6 years ago
Reply to  Alistair

This is something to talk over with a professional to sort out your options. It doesn’t sound like you know what YOU want to do, which is the first step.

jacomina
jacomina
6 years ago

Somewhere along the line she got more and more cruel and less and less able to feel or care. It made me think she had a choice. That she could choose to not be like him. I watched this develop before my eyes for 22 years. I watched her formation. I took so much blame and became horribly co dependant. If she wasnt my daughter it would be much easier to walk away. The guilt, pain and regrets are overwhleming. If only I hadnt let her ever be with him like the judge ordered. I’ve ruined everything. I had to… Read more »

Darlene Lancer, MFT
6 years ago
Reply to  jacomina

That’s a very sad outcome. Children need boundaries as well as love, and sometimes we’re unable to protect our children from an abusive parent. No one should allow someone to abuse them, even when it’s their child. It undermines the relationship. See How to Speak Your Mind to learn to set boundaries.

jacomina
jacomina
6 years ago

My 22 year old daughter has some narcissistic traits. Since she came into my world I’ve been on egg shells and of course, rages or gives me the silent treatment. I am seeing the co dependency in me and dont expect change from her. Although she was born rageful and abusive and I think I’m an above average parent, I started to notice around the age of 13 similarities, exact words even from her abusive father. (I had to leave him when I was pregnant with her). Her gestures, vacant eyes, frothing mouth, body odour, confusing dialogue, absolutely everything is… Read more »

Claire
Claire
6 years ago

Hi, i believe my sister has this narcissistic personality trait. She has recently ruined a family Christmas gathering making arguments with another of my sisters and me for no reason whatever. This behaviour has been going on for years, but the most recent episode was the limit. I started looking into personality traits and really feel she is a narcissist. Trouble is, how do you get her to realise this and get her to treatment? We live far apart, but see each other about twice a year (though she has threatened never speaking to me again now). What can I… Read more »

Darlene Lancer, MFT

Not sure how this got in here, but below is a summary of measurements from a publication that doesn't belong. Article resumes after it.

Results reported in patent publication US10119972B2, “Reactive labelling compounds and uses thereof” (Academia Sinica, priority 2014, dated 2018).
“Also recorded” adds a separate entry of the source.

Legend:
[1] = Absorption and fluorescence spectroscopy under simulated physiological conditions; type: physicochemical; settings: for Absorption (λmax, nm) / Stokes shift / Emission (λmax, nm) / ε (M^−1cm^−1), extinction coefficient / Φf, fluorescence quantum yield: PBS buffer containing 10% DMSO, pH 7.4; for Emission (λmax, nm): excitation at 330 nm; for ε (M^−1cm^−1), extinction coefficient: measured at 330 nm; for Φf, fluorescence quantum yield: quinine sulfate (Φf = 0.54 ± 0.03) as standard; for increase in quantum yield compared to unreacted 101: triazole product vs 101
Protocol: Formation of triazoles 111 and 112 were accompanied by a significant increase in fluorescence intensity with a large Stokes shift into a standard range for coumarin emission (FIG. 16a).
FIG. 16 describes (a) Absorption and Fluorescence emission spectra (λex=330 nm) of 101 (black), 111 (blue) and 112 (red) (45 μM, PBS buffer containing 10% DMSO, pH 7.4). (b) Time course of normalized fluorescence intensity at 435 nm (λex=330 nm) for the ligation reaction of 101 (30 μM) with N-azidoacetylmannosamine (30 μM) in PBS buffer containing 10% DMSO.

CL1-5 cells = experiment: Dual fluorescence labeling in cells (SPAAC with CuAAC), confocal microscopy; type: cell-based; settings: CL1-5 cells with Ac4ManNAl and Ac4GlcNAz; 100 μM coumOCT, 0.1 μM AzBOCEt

6 years ago
Reply to  Claire

It’s very painful to have a narcissistic loved one. Relationships can improve with consistent boundaries. I’ve seen some miracles where only one partner is in therapy. Narcissists don’t often come to therapy and I doubt you can apply the pressure needed to influence her living so far apart. Learn more about setting boundaries and not being codependent with her from my books.

jason
jason
6 years ago

Hi Darlene, Thank you for these posts, I am trying to wrap my head around being married to a narcissistic for 4 years and trying to accept that I am codependent. We are back in counseling although the advice from my last counselor was to split because we are inevitably doomed to fail. I brought up to my wife that she may be a narcissist and she turned it around to only convince me that it is ME who is the narcissist, without fully critiquing her own self. This is why I predict therapy will be a futile attempt again… Read more »

Darlene Lancer, MFT
6 years ago
Reply to  jason

It’s useless and counterproductive to label someone. Also, narcissists tend to project as a defense. Your relationship can improve if you work on your self-esteem and setting boundaries when she’s critical. Change your part in the dysfunctional dynamic and the relationship will change.

mom
mom
6 years ago

I have found myself in a co-dependent relationship not romantically or with an addict (my father is a drug addict), but in a non-romantic relationship with someone of the same gender who I idealize as this wonderful person. It got to the point where I started to conform myself and made decisions like join the same church in order to seek approval and acceptance and to avoid rejection. This person is a family member, so it makes it harder to just be who I am even if it is different than this other person because the relationship is important to… Read more »

Lacey
Lacey
6 years ago

Hello and thank you for what you do….your website has had me quite emotional since seeing it. Im 30 years old, was the baby, adored, over protected,coddled and loved with such a fiercness it sometimes felt smothery. Over the summer I met a man, someone whom had tried and tried for months to get me to pay him attention, to no avail. He has a long history of domestic violence, has been in prision. When I first gave him my time it was really because there wasnt much better to do – and often times (while my children were with… Read more »

Darlene Lancer, MFT
6 years ago
Reply to  Lacey

There is no shame in being abused by someone. You would benefit from doing the exercises in my books, which you can also find in libraries (or request they order them) along with therapy and 12-Step meetings. Best wishes on your journey of recovery!

Mary
Mary
6 years ago
Reply to  Lacey

It’s like an addiction now with this person. You have to make a plan to commit to yourself. Make it your job to go to meetings, to seek support with healthy people. You need to establish a healthy relationship with yourself- talk to yourself the way a healthy parent would. You can make changes. You have to be a friend to yourself, and that is the ONLY friend you need. Move on, give yourself other things and time. Go to your meetings like your life depends on it, AA and CODA. You are making a great first step in facing… Read more »

Kendall
Kendall
6 years ago
Reply to  Lacey